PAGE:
Alan Chong in Stephen J. Campbell. Cosmè Tura: Painting and Design in Renaissance Ferrara. Exh. cat., Isabella Stewart Gardner Museum. Boston, 2002, p. 183.

    Jill Dunkerton in Stephen J. Campbell. Cosmè Tura: Painting and Design in Renaissance Ferrara. Exh. cat., Isabella Stewart Gardner Museum. Boston, 2002, p. 145.

    Marcello Toffanello in Stephen J. Campbell. Cosmè Tura: Painting and Design in Renaissance Ferrara. Exh. cat., Isabella Stewart Gardner Museum. Boston, 2002, pp. 163, 165, 167, 172 nn. 25, 26, figs. 78 (infrared reflectograph), 79 (reverse of paint film), notes that a recent restoration reveals passages definitely by Tura and also provides further confirmation that the MMA and Nantes panels formed part of the same ensemble.

    Joseph Manca in Italian Paintings of the Fifteenth Century. Washington, 2003, p. 665 n. 10, states that the figure cannot be definitely identified as Saint Louis "because of the limited attributes, in particular the absence of the fleur-de-lis".

    Mauro Natale and Giovanni Sassu in Cosmè Tura e Francesco del Cossa: l'arte a Ferrara nell'età di Borso d'Este. Exh. cat., Palazzo dei Diamanti and Palazzo Schifanoia. Ferrara, 2007, p. 51, see a similarity to manuscript illuminations by Guglielmo Giraldi (Saint Paul, ca. 1477; Biblioteca Apostolica Vaticana; pl. 91) and Jacopo Filippo Medici (Saint John the Baptist, ca. 1490; Pinacoteca Tosio-Martinengo, Brescia; pl. 92).

    Marcello Toffanello in Cosmè Tura e Francesco del Cossa: l'arte a Ferrara nell'età di Borso d'Este. Exh. cat., Palazzo dei Diamanti and Palazzo Schifanoia. Ferrara, 2007, pp. 352, 356, 358, 360–61, no. 90, ill. (color).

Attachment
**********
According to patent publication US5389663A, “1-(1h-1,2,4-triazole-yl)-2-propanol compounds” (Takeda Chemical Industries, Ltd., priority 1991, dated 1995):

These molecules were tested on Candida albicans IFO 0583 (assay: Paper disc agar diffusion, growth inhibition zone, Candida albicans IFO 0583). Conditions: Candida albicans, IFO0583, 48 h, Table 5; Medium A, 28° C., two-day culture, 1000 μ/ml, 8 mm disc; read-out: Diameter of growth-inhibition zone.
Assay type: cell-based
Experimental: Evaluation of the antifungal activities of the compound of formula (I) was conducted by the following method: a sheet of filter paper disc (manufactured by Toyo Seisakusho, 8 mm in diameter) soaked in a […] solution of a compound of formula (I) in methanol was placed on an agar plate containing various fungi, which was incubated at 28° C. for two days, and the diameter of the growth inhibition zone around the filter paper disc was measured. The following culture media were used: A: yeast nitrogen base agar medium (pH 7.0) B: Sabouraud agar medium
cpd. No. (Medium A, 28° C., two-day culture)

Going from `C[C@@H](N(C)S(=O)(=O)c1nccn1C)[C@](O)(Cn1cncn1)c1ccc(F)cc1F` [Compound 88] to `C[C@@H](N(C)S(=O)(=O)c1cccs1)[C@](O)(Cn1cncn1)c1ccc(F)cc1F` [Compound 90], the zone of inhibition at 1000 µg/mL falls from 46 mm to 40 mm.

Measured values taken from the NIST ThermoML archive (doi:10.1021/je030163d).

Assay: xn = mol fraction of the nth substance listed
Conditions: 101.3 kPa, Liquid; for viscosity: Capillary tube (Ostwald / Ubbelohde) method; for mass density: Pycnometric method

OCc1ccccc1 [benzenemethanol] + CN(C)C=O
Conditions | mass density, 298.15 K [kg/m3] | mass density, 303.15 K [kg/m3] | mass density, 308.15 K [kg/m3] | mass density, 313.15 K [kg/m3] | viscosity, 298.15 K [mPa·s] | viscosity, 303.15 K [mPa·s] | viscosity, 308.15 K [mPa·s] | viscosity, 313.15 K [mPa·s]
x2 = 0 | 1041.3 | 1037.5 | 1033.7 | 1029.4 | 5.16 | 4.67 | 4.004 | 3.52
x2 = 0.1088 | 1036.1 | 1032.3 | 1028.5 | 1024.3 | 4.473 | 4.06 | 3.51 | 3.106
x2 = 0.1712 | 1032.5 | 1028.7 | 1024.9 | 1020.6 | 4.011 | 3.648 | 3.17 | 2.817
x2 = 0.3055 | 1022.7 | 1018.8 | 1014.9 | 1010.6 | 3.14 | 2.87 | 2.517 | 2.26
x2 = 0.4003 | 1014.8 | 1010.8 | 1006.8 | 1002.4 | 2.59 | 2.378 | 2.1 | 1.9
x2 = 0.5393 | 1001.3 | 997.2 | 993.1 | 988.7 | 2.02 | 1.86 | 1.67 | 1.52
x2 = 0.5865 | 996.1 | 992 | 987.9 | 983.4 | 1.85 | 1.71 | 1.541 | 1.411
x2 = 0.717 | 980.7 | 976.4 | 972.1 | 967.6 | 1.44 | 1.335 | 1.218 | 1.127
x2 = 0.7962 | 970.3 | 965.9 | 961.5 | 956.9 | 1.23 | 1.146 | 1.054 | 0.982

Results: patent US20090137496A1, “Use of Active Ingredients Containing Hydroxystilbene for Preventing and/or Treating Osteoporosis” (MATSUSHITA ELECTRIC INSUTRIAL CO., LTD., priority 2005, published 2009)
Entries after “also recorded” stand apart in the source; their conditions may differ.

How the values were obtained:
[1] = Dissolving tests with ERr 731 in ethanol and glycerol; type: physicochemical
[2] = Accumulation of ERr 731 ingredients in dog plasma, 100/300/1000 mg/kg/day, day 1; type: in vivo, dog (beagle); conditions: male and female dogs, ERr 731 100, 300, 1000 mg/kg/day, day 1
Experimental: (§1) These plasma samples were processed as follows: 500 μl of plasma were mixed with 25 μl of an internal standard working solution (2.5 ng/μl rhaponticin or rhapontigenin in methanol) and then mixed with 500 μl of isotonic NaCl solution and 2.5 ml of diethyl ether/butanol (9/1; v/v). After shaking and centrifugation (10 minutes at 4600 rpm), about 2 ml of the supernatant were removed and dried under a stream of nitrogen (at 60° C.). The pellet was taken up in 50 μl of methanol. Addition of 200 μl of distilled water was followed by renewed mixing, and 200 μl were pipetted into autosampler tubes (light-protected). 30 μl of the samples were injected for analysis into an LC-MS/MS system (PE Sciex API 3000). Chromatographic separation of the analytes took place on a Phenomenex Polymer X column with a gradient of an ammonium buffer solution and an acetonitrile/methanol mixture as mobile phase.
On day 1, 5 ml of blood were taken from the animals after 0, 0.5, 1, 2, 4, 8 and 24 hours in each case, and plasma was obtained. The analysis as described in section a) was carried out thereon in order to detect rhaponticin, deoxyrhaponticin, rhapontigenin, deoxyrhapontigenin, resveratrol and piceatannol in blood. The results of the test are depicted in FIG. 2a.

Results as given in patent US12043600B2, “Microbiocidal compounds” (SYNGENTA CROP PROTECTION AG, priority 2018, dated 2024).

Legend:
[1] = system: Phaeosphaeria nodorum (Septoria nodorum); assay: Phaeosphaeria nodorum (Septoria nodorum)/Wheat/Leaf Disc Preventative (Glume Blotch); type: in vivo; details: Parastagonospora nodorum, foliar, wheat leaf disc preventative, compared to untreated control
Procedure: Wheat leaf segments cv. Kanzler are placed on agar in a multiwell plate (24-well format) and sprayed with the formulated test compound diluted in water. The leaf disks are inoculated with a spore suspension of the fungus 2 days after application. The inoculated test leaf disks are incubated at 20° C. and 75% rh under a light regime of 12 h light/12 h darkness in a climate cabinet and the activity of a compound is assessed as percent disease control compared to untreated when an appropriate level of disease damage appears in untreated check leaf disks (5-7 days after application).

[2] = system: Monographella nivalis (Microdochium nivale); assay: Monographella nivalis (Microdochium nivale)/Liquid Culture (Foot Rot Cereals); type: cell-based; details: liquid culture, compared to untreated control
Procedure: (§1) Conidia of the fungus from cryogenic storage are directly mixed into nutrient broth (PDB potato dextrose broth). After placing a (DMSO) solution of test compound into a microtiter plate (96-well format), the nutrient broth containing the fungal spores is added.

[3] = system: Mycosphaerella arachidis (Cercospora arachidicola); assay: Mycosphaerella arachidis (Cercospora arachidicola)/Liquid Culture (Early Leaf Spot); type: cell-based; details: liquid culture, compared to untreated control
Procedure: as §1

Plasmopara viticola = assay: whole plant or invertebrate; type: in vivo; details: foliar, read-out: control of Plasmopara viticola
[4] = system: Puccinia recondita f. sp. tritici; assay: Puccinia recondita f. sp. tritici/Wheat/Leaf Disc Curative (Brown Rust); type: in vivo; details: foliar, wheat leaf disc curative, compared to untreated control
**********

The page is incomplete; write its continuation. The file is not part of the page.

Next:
Stefan Weppelmann in Cosmè Tura e Francesco del Cossa: l'arte a Ferrara nell'età di Borso d'Este. Exh. cat., Palazzo dei Diamanti and Palazzo Schifanoia. Ferrara, 2007, p. 308, does not rule out the possibility that the MMA and Nantes panels belonged to the same altarpiece as the panels now in Paris, Florence, and Caen.



  • Notes

    This is one of seven gold-ground panels by Tura depicting standing saints which are often discussed together in the literature. The others are: Saint Nicholas of Bari (Musée des beaux-arts de Nantes), Saints Sebastian and Christopher (both Gemäldegalerie, Berlin), Saint Dominic (Galleria degli Uffizi, Florence), Saint Anthony (Musée du Louvre, Paris), and Saint James (Musée des beaux-arts, Caen).

    In 1940 Wehle [see Ref.] suggested that these seven panels, plus a Madonna and Child in the Accademia Carrara, Bergamo, comprised a polyptych made for the high altar of the church of San Luca in Borgo, near Ferrara. Nicolson [see Ref. 1950] agreed that all seven gold-ground panels come from the same altarpiece, but tentatively identified the church for which that work was made as San Giacomo, Argenta. More recently, most scholars agree that only the Nantes panel can definitely be said to come from the same polyptych as the MMA work. Toffanello [see Ref. 1994] suggests that this altarpiece may be the one painted by Tura in 1484 for the church of San Niccolò in Ferrara, mentioned in a letter of 1490 from Tura to the duke of Ferrara [the relevant passage of the letter is cited in English in Ref. Campbell 2002, p. 215].

    The condition of the painting is poor, with a thin and abraded surface. Originally arched, the format was enlarged to a rectangle and a landscape was added at the base. In 1934–35 this was removed, revealing minute traces of the original gold ground; the rest was made up.